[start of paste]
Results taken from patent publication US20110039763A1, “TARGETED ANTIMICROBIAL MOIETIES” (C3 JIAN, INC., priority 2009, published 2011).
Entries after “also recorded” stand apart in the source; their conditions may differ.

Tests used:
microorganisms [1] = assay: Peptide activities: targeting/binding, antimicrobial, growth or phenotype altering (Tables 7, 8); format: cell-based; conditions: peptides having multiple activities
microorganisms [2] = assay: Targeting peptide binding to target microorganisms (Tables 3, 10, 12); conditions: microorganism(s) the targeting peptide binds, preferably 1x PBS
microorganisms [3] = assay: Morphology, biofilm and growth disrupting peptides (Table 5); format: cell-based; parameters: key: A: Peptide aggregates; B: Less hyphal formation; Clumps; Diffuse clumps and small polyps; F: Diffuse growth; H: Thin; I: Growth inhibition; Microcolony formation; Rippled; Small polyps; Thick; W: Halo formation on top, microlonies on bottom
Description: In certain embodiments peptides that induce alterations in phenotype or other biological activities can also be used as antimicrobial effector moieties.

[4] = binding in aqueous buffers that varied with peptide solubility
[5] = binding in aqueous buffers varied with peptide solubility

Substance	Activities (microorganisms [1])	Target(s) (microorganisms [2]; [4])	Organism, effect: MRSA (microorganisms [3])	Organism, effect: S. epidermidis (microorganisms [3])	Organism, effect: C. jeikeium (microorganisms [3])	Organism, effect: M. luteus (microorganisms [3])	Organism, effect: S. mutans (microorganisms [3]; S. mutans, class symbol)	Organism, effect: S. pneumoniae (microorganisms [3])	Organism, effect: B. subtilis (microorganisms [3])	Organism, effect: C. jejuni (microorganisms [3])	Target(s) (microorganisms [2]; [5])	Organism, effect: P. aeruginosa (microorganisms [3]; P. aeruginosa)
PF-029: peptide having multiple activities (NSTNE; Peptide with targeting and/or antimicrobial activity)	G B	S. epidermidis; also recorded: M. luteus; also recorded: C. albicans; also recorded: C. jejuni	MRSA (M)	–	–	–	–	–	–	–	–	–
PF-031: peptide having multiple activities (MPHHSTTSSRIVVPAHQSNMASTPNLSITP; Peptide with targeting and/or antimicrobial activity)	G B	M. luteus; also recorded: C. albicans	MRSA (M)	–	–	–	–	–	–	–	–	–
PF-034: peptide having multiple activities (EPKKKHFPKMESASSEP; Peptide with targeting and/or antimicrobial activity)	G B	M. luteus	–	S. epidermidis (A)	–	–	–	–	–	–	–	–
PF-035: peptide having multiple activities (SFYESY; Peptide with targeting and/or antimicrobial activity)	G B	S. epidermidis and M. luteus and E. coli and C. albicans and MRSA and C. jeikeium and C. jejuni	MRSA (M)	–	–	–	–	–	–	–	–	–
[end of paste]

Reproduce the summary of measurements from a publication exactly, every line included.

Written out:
Results taken from patent publication US20110039763A1, “TARGETED ANTIMICROBIAL MOIETIES” (C3 JIAN, INC., priority 2009, published 2011).
Entries after “also recorded” stand apart in the source; their conditions may differ.

Tests used:
microorganisms [1] = assay: Peptide activities: targeting/binding, antimicrobial, growth or phenotype altering (Tables 7, 8); format: cell-based; conditions: peptides having multiple activities
microorganisms [2] = assay: Targeting peptide binding to target microorganisms (Tables 3, 10, 12); conditions: microorganism(s) the targeting peptide binds, preferably 1x PBS
microorganisms [3] = assay: Morphology, biofilm and growth disrupting peptides (Table 5); format: cell-based; parameters: key: A: Peptide aggregates; B: Less hyphal formation; Clumps; Diffuse clumps and small polyps; F: Diffuse growth; H: Thin; I: Growth inhibition; Microcolony formation; Rippled; Small polyps; Thick; W: Halo formation on top, microlonies on bottom
Description: In certain embodiments peptides that induce alterations in phenotype or other biological activities can also be used as antimicrobial effector moieties.

[4] = binding in aqueous buffers that varied with peptide solubility
[5] = binding in aqueous buffers varied with peptide solubility

Substance	Activities (microorganisms [1])	Target(s) (microorganisms [2]; [4])	Organism, effect: MRSA (microorganisms [3])	Organism, effect: S. epidermidis (microorganisms [3])	Organism, effect: C. jeikeium (microorganisms [3])	Organism, effect: M. luteus (microorganisms [3])	Organism, effect: S. mutans (microorganisms [3]; S. mutans, class symbol)	Organism, effect: S. pneumoniae (microorganisms [3])	Organism, effect: B. subtilis (microorganisms [3])	Organism, effect: C. jejuni (microorganisms [3])	Target(s) (microorganisms [2]; [5])	Organism, effect: P. aeruginosa (microorganisms [3]; P. aeruginosa)
PF-029: peptide having multiple activities (NSTNE; Peptide with targeting and/or antimicrobial activity)	G B	S. epidermidis; also recorded: M. luteus; also recorded: C. albicans; also recorded: C. jejuni	MRSA (M)	–	–	–	–	–	–	–	–	–
PF-031: peptide having multiple activities (MPHHSTTSSRIVVPAHQSNMASTPNLSITP; Peptide with targeting and/or antimicrobial activity)	G B	M. luteus; also recorded: C. albicans	MRSA (M)	–	–	–	–	–	–	–	–	–
PF-034: peptide having multiple activities (EPKKKHFPKMESASSEP; Peptide with targeting and/or antimicrobial activity)	G B	M. luteus	–	S. epidermidis (A)	–	–	–	–	–	–	–	–
PF-035: peptide having multiple activities (SFYESY; Peptide with targeting and/or antimicrobial activity)	G B	S. epidermidis and M. luteus and E. coli and C. albicans and MRSA and C. jeikeium and C. jejuni	MRSA (M)	–	–	–	–	–	–	–	–	–